However, I have hope more and more architects are designing in 3D, even Architects who never once fired up CAD are embracing SketchUp as way to think and communicate in 3D. BIM allows design to happen digitally and with true BIM packages allows analysis and fabrication to build a building more cost effectively and real ROI metrics for making choices. Now this could be used for good rather than evil by providing hard bids on designs that were thought to cost prohibitive before, or proving new designs digitally and communicating them to developers and owners in 3D convinces them of their merit. What I hope is that ‘value engineering’ ceases to be a proxy for taking all the fun out out of a building but instead becomes part of the process that brings 3D digital design and BIM into reality and physical structures that continue to awe and inspire.

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BIM As Built : Laser Technology

Speaking to a colleague from Europe who moved to the US because he stated, ‘there’s a survey shop on every corner in the UK, I could only find a handful here.’    However, that’s changing.  HDLS, high definition laser scanning is starting to take off, especially now that the GSA issued the laser scanning awards.  Additionally, more and more people are reworking existing assets / adaptive reuse projects so it is becoming more and more important to get the existing conditions data.  While everyone is waiting for the day we can walk around with a magic wand and wave it around the room we have to build a bridge from here to there.  HDLS in creating a 3D database is an excellent start.  I believe HDLS, from firms like Leica and FARO,  performs fantastically in certain circumstances such as inaccessible or difficult geometry, exposed MEP intensive projects, however, for typical conditions especially the interior of buildings it might be akin to using a sledgehammer rather when you need a fly swatter.   We, PointKnown, have been developing a product that bolts on to Revit and takes laser range finder data and builds objects as you measure.  This has been defined as PPLT (Point to Point Laser Technology).  It allows a surveyor to move quickly and accurately from room to room or object to object.  We do not intend for it to usurp laser scanning but rather augment current surveying teams, allowing them the most flexibility depending on the situation.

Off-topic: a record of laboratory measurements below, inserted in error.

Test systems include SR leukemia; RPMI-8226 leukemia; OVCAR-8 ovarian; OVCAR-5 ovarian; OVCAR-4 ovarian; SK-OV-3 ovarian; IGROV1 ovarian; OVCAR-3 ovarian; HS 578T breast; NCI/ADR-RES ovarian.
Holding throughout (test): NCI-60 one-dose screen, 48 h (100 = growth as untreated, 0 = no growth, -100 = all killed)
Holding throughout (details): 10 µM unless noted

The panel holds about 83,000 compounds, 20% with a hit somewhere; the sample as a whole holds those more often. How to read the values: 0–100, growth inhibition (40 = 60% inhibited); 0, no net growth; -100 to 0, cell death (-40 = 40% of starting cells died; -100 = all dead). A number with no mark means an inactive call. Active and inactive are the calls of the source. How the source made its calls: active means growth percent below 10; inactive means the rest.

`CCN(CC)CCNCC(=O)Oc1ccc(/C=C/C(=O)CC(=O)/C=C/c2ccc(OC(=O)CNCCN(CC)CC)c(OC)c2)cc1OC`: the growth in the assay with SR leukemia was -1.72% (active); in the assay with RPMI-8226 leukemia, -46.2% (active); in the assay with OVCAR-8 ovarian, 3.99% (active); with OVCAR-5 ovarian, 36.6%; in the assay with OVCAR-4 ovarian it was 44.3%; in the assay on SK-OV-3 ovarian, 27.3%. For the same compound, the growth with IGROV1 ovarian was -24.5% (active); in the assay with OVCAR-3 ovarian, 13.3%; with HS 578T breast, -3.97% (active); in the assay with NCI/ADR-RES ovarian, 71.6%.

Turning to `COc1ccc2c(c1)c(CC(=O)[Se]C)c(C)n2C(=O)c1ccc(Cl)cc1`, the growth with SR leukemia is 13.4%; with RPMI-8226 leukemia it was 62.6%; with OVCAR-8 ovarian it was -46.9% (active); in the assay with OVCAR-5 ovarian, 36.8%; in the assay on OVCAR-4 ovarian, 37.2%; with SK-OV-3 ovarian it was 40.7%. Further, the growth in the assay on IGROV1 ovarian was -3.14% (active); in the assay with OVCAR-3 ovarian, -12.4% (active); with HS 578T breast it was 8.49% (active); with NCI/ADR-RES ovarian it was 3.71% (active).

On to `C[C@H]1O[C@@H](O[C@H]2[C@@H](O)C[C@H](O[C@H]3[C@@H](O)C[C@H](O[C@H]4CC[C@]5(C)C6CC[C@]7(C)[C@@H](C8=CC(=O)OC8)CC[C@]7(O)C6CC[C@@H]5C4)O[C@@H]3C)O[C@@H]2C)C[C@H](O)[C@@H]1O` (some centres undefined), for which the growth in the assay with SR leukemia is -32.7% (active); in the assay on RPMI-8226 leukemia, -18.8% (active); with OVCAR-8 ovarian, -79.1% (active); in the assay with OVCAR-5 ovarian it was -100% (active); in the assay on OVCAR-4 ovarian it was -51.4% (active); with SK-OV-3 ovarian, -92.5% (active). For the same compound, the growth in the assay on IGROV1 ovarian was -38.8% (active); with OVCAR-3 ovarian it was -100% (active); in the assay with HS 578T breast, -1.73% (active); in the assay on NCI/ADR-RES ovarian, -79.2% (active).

Most importantly is to define the deliverable and type of model needed for the project.  This can start at the basic architectural model using generic library items to, well , anything goes but most of our clients want dimensionally correct space and then they apply the material and details they need as that is what they want to control.

We are now accepting people and firms into our public beta that starts January 2010, if you have any interest please feel free to contact us at info@pointknown.com and put beta in the subject line.

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Indiana University Requires BIM: #BIM #Revit

I read recently on James Van’s blog that Indiana University now requires BIM on any capital project over $5 million.  More information and requirements are posted on the web site.